Haider Warraich, MD, used the recently presented CABANA trial to launch into an opinion piece about the medical community’s eagerness to embrace new technologies and invasive procedures.
“There is no reason we shouldn’t require, as we almost always do for drugs, a randomized placebo-controlled trial showing improvements in ‘hard’ outcomes like mortality before approving them,” Warraich, a cardiology fellow at Duke University Medical Center, wrote in The New York Times.
In CABANA, catheter ablation of atrial fibrillation (AFib) was no more effective than cheaper medications at reducing mortality, cardiac arrest, major bleeding and stroke in the intention-to-treat analysis. But among those who actually received treatment, ablation reduced the odds of reaching the composite endpoint by 33 percent—a statistically significant reduction.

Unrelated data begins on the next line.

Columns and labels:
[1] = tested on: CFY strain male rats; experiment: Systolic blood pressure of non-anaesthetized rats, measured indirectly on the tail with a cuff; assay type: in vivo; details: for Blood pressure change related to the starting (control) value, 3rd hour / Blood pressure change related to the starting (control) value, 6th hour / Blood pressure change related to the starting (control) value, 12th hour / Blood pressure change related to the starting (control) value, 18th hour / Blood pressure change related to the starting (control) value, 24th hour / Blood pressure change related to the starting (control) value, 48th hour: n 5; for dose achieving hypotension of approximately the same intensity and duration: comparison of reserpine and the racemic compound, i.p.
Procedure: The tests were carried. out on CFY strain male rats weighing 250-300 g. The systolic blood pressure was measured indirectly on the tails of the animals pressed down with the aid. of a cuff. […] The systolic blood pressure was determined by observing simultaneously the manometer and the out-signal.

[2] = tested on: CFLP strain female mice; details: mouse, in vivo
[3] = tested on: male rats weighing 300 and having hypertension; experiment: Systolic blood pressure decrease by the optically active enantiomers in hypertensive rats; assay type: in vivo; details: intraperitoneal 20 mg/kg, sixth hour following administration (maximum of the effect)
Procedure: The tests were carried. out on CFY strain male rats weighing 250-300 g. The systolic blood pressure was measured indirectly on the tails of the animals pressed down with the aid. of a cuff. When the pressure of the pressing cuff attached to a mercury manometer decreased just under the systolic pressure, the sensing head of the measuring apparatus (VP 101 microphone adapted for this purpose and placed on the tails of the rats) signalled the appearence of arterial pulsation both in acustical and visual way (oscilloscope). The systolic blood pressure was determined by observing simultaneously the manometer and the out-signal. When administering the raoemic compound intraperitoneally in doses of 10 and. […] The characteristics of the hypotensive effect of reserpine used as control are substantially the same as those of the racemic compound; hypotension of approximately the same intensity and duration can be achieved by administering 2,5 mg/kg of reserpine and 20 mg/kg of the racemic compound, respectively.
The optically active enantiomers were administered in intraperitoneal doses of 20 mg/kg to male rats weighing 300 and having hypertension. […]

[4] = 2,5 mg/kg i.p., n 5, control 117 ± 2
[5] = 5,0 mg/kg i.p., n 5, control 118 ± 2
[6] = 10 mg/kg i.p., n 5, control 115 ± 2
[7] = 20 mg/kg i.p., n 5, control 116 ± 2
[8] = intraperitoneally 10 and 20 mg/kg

Some electrophysiologists said this was evidence of the superiority of catheter ablation, while others felt the touting of this secondary analysis was an attempt to “spin” the results toward a more positive outlook on ablation therapy.
“The fact is that years after catheter ablation hit the market, we shouldn’t have this many questions about it,” Warraich wrote.
The author pointed out the FDA is considering streamlining approval for devices even more, while instead promising to strengthen oversight after they have hit the market. This would allow potential innovations to help patients more quickly but could also expose them to risks or higher expenses without the demonstration of a clear clinical benefit, Warraich said.
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